How much work can you do on an iPhone?

The laptop-free promise of today’s next-gen mobile devices is put to the test. Can the iPhone 3G deliver?

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I surveyed several sales- and marketing-oriented apps such as Salesforce.com. Salesforce uses the iPhone’s interface quite well, making the entry and management of contacts, opportunities, and so forth easy to do. And performance over the 3G network was fine. You could handle a lot of customer interaction over the iPhone, instead of dragging your laptop or netbook with you.

The App Store is easy to navigate, both on the iPhone and on a computer via iTunes, though there aren’t subcategories to help narrow down your choices within the store’s broad categories. I had to use search a lot instead. Installing apps is trivial; they install automatically once you’ve entered your account password on the iPhone or the next time you sync if you buy them via iTunes.

iPhone apps are addictive, even if many are faddish. Although I can’t do my job using iPhone apps, I can rely on many to make parts of my on-the-go life and work easier.

Web and location services: Easy as pie
Accessing the Web on the iPhone is a positive experience. The Safari browser handles most modern Web pages, and the ability to zoom and scroll via gestures makes navigation simple. Forms, menu options, graphics, DIVs, and MP3 files all work. But Flash files don’t work, which limits the value of multimedia-oriented sites. Sites that require ActiveX or client-side Java also can’t run their applets on an iPhone either.

The iPhone detects HTML forms and uses its own UI to handle pop-up menus and the like, so your options are readable and consistent. If the site employs JavaScript for such functions, the iPhone uses standard JavaScript formatting, which often requires you to zoom in to read and select options. PHP-based functionality also works just fine.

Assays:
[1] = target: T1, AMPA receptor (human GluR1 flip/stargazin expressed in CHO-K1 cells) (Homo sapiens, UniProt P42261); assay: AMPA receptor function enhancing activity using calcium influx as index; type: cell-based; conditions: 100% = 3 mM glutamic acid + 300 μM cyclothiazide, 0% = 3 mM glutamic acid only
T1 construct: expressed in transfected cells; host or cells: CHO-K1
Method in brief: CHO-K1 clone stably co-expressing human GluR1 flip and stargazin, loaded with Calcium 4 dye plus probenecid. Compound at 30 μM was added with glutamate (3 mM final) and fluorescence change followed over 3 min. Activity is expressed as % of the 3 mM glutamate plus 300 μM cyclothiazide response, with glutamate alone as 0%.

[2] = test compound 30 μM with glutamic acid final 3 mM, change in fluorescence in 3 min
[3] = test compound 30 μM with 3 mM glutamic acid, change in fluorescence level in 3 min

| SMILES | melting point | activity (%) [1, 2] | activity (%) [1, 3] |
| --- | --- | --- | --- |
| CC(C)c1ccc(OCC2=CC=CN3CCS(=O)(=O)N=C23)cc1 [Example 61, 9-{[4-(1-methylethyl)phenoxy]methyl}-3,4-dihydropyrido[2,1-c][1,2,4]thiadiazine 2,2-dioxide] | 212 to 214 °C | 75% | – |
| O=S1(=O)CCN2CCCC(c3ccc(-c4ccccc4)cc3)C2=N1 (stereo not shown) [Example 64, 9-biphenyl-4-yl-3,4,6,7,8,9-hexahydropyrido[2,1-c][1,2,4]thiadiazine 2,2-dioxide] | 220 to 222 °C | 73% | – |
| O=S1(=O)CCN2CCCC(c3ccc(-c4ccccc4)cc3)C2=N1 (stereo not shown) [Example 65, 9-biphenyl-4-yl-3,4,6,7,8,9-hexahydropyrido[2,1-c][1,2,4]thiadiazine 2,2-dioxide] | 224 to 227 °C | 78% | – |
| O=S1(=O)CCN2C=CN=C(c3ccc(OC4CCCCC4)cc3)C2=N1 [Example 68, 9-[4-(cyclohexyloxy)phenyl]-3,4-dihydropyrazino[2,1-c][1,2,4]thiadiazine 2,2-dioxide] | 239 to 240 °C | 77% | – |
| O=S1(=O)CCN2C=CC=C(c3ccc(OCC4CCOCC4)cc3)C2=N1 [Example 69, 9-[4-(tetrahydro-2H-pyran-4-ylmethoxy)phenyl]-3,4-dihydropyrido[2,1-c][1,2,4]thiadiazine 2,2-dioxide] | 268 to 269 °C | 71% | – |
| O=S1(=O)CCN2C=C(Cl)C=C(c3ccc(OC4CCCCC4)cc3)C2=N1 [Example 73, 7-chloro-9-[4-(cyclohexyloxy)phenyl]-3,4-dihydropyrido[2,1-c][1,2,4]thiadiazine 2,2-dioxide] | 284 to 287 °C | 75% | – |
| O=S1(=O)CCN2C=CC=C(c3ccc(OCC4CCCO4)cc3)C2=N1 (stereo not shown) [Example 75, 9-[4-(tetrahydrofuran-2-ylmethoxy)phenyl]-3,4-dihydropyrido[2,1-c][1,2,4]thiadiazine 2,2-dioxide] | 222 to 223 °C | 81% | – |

[ InfoWorld’s Peter Wayner explains how to create Web apps for iPhones and other modern mobile devices. | See his advice for creating native iPhone apps, too. ]

An increasing number of sites have iPhone-optimized versions -- Amazon.com, Cnet, Newsweek, BusinessWeek, USA Today, American Airlines, and JetBlue Airways are all good examples -- that eliminate the need to scroll and zoom. It’s almost as if a parallel Web is emerging. I ended up using these sites most often, because they usually are easier to access. It’s funny how the iPhone’s ability to work with regular desktop pages at first seemed so cool, but the lasting value for me came from the optimized mobile sites.

It took me very little time to reach for my iPhone whenever I wanted to go to a Web site. Whether or not it was iPhone-optimized, I could almost always work with it. The iPhone makes a great Web access tool, especially for “hit and run” visits.

The iPhone comes with Google Maps installed, which does a good job of using the device’s GPS and related geolocation capabilities to give you directions and show you where you are. The iPhone’s zoom and scrolling gestures make navigating maps easy; they usually updated in real time as I moved my finger across the screen. If there was a redraw lag, the iPhone at least remembered where my finger moved, so I didn’t feel lost when the screen finally redrew. My only beef with Google Maps is that when it moves from one turn to another, its zooming out and then back in can be disconcerting and make you lose the overall picture of where you are.

A standard “find me” button in most location-enabled apps made it easy to get going, whether looking for a nearby restaurant or “bookmarking” the location of my car so that I could get directions back to it later. Even the local Bay Area Rapid Transit system’s iPhone app used this feature to tell me where the nearest BART station was, though it didn’t draw a map of how to get to it.

I was impressed that the iPhone could find my location even when I was in a building or some other point obstructing the line of sight between the device and the GPS satellites. It uses both Wi-Fi and cellular triangulation to find your location, so it’s rare that you can’t find out where you are.

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